3 min read

The emergence of worker solidarity and organization throughout the tech industry has been one of the few upsides to a difficult 18 months. And although it might be tempting to see this wave as somehow separate from the technical side of building software, the reality is that worker power – and, indeed, worker safety and respect – are crucial to ensure safe and high quality software.

Last week’s npm bug, reported by users last Friday, is a good case in point. It follows a matter of months after news in April of surprise layoffs, and accusations of punitive anti-union actions.

It perhaps confirms what one former npm employee told The Register last month: “I think it’s time to break the in-case-of-emergency glass to assess how to keep JavaScript safe… Soon there won’t be any knowledgeable engineers left.”

What was the npm 6.9.1 bug?

The npm 6.9.1 bug is complex. There are a number of layers to the issue, some of which relate to earlier iterations of the package manager.

For those interested, Rebecca Turner, a former core contributor to npm who resigned her position at npm in March in response to the layoffs, explains in detail how the bug came about:

“…npm publish ignores .git folders by default but forces all files named readme to be included… And that forced include overrides the exclude. And then there was once a remote branch named readme… and that goes in the .git folder, gets included in the publish, which then permanently borks your npm install, because of EISGIT, which in turn is a restriction that’s afaik entirely vestigial, copied forward from earlier versions of npm without clear insight into why you’d want that restriction in the first place.”

Turner says she suspects the bug was “introduced with tar rewrite.” Whoever published it, she goes on to say, must have had a repository with a remote reference and had failed to follow the setup guide “which recommends using a separate copy of the repo for publication.”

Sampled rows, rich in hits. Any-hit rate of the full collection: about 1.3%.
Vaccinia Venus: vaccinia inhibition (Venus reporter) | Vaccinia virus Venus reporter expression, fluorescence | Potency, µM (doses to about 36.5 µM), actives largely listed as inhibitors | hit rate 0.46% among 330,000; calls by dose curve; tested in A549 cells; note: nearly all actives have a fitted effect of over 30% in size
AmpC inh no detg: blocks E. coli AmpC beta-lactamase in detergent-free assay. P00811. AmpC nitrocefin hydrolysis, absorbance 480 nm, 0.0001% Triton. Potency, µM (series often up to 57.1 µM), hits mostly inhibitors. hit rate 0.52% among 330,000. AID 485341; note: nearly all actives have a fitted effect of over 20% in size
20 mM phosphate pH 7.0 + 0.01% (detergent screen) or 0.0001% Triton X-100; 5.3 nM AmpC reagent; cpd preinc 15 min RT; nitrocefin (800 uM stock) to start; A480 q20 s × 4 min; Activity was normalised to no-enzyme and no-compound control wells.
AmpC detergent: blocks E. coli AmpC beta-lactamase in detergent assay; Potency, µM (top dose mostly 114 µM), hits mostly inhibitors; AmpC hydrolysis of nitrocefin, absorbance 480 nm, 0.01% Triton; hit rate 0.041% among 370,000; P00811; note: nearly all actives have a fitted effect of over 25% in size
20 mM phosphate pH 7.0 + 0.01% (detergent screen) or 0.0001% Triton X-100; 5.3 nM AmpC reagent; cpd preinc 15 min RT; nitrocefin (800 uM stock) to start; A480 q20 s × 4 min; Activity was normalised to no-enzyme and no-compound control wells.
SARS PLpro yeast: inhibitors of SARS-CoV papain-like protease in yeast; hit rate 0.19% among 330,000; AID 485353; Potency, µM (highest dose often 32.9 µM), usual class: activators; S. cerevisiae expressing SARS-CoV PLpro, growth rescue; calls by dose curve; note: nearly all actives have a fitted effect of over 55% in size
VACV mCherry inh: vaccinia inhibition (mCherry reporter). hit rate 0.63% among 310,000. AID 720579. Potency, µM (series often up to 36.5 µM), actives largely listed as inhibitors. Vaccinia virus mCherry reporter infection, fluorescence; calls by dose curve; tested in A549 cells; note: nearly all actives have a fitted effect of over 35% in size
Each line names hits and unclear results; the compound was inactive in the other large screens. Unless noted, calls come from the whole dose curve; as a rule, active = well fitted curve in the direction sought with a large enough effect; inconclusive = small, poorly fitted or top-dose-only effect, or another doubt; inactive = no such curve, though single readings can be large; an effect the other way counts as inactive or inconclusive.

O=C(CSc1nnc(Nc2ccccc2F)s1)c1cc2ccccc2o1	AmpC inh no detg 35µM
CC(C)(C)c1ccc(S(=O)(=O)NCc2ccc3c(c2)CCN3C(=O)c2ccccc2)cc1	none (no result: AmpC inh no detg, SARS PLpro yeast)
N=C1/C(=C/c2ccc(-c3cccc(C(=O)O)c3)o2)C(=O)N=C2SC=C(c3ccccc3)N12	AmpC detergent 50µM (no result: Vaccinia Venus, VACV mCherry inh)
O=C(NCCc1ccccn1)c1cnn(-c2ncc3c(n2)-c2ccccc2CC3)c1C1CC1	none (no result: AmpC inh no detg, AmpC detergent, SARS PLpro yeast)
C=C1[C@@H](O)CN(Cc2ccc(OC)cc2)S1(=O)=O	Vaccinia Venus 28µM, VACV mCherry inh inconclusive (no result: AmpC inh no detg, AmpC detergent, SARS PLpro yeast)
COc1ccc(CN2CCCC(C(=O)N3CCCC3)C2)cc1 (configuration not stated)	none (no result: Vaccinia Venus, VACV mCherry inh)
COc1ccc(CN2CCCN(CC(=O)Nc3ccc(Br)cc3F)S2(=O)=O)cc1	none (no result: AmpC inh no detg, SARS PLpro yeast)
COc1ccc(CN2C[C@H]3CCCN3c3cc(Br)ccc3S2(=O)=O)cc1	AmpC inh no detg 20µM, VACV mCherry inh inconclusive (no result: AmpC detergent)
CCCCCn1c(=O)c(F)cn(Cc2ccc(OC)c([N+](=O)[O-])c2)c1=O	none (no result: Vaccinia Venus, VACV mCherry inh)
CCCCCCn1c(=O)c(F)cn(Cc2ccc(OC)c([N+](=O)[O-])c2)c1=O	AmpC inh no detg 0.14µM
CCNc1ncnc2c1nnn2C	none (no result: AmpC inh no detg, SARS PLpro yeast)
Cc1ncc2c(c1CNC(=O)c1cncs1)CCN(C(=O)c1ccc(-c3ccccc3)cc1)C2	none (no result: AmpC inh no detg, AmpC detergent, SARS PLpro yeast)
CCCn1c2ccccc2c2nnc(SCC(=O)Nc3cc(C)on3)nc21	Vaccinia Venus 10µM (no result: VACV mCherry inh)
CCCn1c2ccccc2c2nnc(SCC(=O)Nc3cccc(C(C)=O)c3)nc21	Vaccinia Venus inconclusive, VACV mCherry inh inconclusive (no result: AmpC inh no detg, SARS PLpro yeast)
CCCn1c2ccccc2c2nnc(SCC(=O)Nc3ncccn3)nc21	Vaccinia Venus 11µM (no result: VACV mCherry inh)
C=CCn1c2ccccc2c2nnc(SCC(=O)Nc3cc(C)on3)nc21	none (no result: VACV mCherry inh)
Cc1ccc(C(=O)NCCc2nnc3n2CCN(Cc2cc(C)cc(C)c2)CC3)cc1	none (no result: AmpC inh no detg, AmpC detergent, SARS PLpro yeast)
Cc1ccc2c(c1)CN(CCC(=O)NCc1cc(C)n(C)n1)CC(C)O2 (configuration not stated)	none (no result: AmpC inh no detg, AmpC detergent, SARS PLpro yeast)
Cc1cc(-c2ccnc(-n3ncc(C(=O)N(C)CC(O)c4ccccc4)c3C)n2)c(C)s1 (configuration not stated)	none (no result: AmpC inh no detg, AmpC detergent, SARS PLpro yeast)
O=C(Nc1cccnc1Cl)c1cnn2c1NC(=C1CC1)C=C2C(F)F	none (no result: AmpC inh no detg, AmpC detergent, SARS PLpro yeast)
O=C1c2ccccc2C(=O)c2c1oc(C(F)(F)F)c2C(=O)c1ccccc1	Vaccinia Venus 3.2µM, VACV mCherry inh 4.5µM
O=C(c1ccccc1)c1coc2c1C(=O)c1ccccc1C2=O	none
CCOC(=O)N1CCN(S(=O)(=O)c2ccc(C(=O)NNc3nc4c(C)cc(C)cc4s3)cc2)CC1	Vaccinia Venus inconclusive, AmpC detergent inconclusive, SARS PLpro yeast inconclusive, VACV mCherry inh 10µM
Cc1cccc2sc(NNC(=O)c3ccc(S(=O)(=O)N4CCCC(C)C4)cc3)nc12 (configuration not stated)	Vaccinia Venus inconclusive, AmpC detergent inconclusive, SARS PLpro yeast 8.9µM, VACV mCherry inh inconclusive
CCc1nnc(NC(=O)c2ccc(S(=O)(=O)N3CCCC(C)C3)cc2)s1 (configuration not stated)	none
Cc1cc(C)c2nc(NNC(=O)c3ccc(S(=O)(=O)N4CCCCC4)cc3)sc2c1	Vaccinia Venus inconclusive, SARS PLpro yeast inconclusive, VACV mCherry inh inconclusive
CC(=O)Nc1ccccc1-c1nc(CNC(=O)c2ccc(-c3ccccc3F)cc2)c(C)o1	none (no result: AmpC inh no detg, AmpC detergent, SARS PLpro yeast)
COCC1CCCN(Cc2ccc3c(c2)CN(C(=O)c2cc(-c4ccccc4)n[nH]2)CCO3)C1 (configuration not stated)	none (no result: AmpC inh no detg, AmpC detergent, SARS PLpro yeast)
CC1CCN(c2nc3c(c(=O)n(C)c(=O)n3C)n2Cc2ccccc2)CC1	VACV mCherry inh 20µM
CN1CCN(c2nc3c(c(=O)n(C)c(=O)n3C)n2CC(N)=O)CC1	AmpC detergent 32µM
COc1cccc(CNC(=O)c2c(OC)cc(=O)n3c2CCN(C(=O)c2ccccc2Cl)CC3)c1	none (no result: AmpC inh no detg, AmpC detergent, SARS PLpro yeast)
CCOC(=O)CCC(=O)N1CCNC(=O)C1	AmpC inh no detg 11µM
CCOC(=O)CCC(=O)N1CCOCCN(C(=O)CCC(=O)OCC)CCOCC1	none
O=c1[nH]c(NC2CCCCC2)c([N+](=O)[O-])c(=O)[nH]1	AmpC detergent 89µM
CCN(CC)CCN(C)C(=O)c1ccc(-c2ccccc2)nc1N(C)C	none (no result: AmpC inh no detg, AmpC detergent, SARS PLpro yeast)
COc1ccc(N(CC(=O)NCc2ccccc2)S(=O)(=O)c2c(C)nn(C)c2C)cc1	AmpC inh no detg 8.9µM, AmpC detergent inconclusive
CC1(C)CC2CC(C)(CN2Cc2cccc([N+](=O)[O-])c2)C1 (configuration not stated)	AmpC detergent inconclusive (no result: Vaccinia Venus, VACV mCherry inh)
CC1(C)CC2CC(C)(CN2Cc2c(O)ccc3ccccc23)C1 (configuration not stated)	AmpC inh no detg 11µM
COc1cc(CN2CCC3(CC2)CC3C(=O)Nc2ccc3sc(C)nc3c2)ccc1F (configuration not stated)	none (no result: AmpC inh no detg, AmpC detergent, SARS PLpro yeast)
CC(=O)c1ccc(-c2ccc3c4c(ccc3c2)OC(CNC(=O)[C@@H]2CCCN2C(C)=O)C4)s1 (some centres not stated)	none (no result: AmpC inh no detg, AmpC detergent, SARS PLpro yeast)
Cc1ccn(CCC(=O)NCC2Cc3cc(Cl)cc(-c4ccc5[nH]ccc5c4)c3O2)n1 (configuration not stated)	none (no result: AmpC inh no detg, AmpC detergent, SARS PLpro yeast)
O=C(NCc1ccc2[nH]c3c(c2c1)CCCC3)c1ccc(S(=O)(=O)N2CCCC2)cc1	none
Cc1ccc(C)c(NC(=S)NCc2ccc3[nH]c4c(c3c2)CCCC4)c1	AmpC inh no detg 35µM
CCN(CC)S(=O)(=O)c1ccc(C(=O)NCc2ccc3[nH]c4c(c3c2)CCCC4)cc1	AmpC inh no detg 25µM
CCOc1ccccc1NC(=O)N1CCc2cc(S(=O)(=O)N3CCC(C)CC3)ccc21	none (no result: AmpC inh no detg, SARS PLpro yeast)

Kat Marchán, CLI and Community Architect at npm, later confirmed that to fix the issue the team had published npm 6.9.2, but said that users would have to uninstall it manually before upgrading.

“We are discussing whether to unpublish 6.9.1 as well, but this should stop any further accidents,” Marchán said.

The impact of npm’s internal issues

The important subplot to all of this is the fact that it appears that npm 6.9.1 was delayed because of npm’s internal issues.

A post on GitHub by Audrey Eschright, one of the employees who are currently filing a case against npm with the National Labor Relations Board, explained that work on the open source project had been interrupted because npm’s management had made the decision to remove “core employee contributors to the npm cli.”

The implication, then, is that management’s attitude here has had a negative impact on npm 6.9.1. If the allegations of ‘union busting’ are true, then it would seem that preventing its workers from organizing to protect one another were more important than building robust and secure software.

At a more basic level, whatever the reality of the situation, it would seem that npm’s management is unable to cultivate an environment that allows employees to do what they do best.

Why is this significant?

This is ultimately just a story about a bug. Not all that remarkable. But given the context, it’s significant because it highlights that tech worker organization, and how management responds to it, has a direct link to the quality and reliability of the software we use.

If friction persists between the commercial leaders within a company and engineers, software is the thing that’s going to suffer.

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Being a Senior Content Marketing Editor at Packt Publishing, I handle vast array of content in the tech space ranging from Data science, Web development, Programming, Cloud & Networking, IoT, Security and Game development. With prior experience and understanding of Marketing I aspire to grow leaps and bounds in the Content & Digital Marketing field. On the personal front I am an ambivert and love to read inspiring articles and books on life and in general.